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Oxygen Sensor Test Cost

Know what price you should pay to get your vehicle fixed.

The average cost for an oxygen sensor test is between $35 and $45. Labor costs are estimated between $35 and $45. Estimate does not include taxes and fees.
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What is a Oxygen Sensor Test?

The oxygen sensor supplies your vehicle’s computer (ECM) with information that indicates when the air/fuel mixture used in the combustion process is too lean or too rich during normal engine operation. The oxygen sensors are mounted in the exhaust path, either in the engine compartment or near the catalytic converter. Depending on variables such as the year, make, model, and engine type, a vehicle may have anywhere from one to five sensors. An oxygen sensor test is a pinpoint test used to evaluate if an oxygen sensor is faulty.

How does a Oxygen Sensor Test work?

The engine in a car, truck, or SUV uses a mixture of gasoline and oxygen in the combustion process. There is a target ratio for this gasoline/oxygen mixture. If the mixture has too much fuel, it is considered "rich," a condition where unburned fuel is present in the exhaust. Too much oxygen is considered a "lean" mixture that can lead to poor engine performance and damage. The oxygen sensor(s) placed in the exhaust pathway measures the difference between the oxygen present in the exhaust and the oxygen present in the atmosphere. Then, by way of a chemical reaction, the sensor produces voltage that is read by the ECM to determine if the mixture is rich or lean and adjust the fuel mixture to move it toward the target.

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What are the symptoms of a bad Oxygen Sensor Test?

The most common symptom of a bad oxygen sensor is a check engine light on the dashboard. Interestingly, a faulty oxygen sensor is one of the most common reasons for a check engine light. Other symptoms of a bad oxygen sensor include poor idle, erratic engine operation with the throttle steady, or a hard start condition.

Can I drive with Oxygen Sensor issues?

A vehicle can be driven for a time with a bad oxygen sensor. It is unlikely that major damage will occur. However, a vehicle with a faulty oxygen sensor is likely to put out excessive pollution and have poor fuel mileage. If an oxygen sensor is suspected of being faulty, limit the duration and distance, and avoid aggressive driving.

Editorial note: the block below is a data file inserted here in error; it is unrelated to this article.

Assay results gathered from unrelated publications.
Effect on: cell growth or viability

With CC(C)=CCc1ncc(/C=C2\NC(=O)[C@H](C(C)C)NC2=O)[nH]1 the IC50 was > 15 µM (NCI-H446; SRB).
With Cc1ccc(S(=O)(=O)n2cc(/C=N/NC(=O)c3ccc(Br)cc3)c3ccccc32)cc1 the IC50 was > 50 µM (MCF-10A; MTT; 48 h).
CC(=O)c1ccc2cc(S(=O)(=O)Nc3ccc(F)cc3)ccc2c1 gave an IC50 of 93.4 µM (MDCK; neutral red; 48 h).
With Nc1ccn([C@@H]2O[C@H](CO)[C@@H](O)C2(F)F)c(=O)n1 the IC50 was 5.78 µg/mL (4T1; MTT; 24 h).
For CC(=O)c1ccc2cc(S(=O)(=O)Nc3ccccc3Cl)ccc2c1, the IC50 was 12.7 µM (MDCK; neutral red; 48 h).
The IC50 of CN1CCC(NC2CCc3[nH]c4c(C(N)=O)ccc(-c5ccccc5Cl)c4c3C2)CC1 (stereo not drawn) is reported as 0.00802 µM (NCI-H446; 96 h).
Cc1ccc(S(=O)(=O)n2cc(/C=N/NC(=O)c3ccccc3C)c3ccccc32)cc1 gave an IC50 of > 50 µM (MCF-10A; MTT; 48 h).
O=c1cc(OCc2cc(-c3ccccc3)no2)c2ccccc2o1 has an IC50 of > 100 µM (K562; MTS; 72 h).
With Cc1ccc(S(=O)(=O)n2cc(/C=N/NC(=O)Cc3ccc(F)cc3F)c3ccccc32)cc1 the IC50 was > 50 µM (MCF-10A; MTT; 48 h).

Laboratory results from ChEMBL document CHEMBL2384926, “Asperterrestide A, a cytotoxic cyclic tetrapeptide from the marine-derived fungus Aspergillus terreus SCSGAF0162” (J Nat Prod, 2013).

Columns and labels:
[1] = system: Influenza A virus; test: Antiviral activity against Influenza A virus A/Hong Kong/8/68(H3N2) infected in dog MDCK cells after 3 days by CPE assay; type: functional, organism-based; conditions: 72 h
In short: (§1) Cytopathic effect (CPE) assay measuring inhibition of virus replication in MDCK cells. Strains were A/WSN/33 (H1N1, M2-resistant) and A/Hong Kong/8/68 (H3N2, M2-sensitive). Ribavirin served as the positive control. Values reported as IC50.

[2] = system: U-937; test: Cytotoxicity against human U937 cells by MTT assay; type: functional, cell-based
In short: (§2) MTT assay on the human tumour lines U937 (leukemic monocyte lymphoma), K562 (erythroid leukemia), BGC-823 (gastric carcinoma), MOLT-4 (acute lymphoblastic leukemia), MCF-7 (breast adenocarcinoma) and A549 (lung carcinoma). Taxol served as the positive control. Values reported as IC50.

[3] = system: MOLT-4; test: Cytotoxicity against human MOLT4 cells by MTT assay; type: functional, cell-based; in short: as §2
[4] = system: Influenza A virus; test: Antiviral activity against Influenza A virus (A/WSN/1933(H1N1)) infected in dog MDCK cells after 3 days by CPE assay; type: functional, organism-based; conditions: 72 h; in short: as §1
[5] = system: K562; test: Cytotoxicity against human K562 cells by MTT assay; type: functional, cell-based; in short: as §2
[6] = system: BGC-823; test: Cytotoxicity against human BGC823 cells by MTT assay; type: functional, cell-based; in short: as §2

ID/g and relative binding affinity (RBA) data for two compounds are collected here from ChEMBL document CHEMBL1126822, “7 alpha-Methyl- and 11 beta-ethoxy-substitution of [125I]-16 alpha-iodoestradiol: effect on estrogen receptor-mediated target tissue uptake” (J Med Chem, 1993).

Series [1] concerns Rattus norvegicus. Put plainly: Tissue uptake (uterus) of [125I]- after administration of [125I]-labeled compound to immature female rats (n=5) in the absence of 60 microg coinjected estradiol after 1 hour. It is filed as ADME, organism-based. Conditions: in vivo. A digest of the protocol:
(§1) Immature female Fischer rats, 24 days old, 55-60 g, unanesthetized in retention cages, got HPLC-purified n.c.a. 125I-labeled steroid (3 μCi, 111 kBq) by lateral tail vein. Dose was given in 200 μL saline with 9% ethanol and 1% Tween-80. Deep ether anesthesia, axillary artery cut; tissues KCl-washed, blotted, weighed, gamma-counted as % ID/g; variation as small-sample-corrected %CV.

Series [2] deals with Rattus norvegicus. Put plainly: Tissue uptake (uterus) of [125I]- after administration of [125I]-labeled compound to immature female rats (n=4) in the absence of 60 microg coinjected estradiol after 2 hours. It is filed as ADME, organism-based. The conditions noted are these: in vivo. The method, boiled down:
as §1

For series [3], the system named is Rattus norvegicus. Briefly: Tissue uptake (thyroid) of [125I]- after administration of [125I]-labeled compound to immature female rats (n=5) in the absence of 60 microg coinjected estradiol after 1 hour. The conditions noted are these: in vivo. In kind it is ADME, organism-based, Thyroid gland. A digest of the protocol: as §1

How often do Oxygen Sensors have issues?

Depending on the type of oxygen sensor in a vehicle, it may last 50-60K miles or more.

How are Oxygen Sensors tested?

To diagnose a bad oxygen sensor, a technician will use a special scan tool to read the Diagnostic Trouble Code (DTC) responsible for the check engine light. If the code reveals that the oxygen sensor is at fault, the technician will determine (often by way of the scan tool ) which sensor is showing a fault. Since the scan tool does not diagnose whether or not the oxygen sensor is actually bad (only that there is a fault in the circuit), a technician will also use a vehicle repair manual and a multimeter to perform a pinpoint test aimed at verifying the status of the sensor. That pinpoint test will include locating the sensor, disconnecting the harness plug, turning the ignition "on", and checking the harness plug for battery voltage. If voltage is confirmed present, the technician will check the engine ground to the circuit and test the resistance (impedance) across the terminals of the sensor plug. The information gathered by this series of tests should tell the technician whether or not the sensor is working.

How are Oxygen Sensors replaced?

If an oxygen sensor is determined to be faulty, a technician may have to lift and support the vehicle for access to the sensor. The technician unplugs the sensor and uses a special wrench to remove it from its mount. This is often a difficult procedure because the constant heating and cooling of the exhaust system causes the sensor threads to seize. It is not uncommon for a sensor to break during removal. A new sensor is then installed in the mount on the exhaust pipe and connected to the wiring harness. The technician will lower the vehicle and start the engine to verify that the repair was successful. The DTC may also need to be cleared before the vehicle is put back into service.

RepairPal Recommendations for Oxygen Sensor Test issues

RepairPal recommends replacing an oxygen sensor with the same type of sensor that is removed, an OEM or dealer-provided part. Aftermarket sensors are available at a reduced cost, but some vehicle computers may not recognize an aftermarket sensor and it may be impossible to clear the fault code from the system.

What to look out for when dealing with Oxygen Sensor Test issues

As with many repairs, the most challenging aspect is not the replacement procedure, but diagnosis of the problem. Many aftermarket auto parts stores offer free scanning of trouble codes (check engine light, etc.) with the goal of selling auto parts. But a DTC that points to an oxygen sensor may not be the result of a bad sensor, but rather a broken wire or other problem in the circuit. Further testing of the system and the sensor is necessary to pinpoint the cause.

Can I replace the Oxygen Sensor Test myself?

Someone with an intermediate level of DIY experience can replace a bad oxygen sensor as long as the sensor has been properly diagnosed. If the old sensor breaks during removal, a more complex procedure will be necessary. It may also be necessary to have the DTC cleared.

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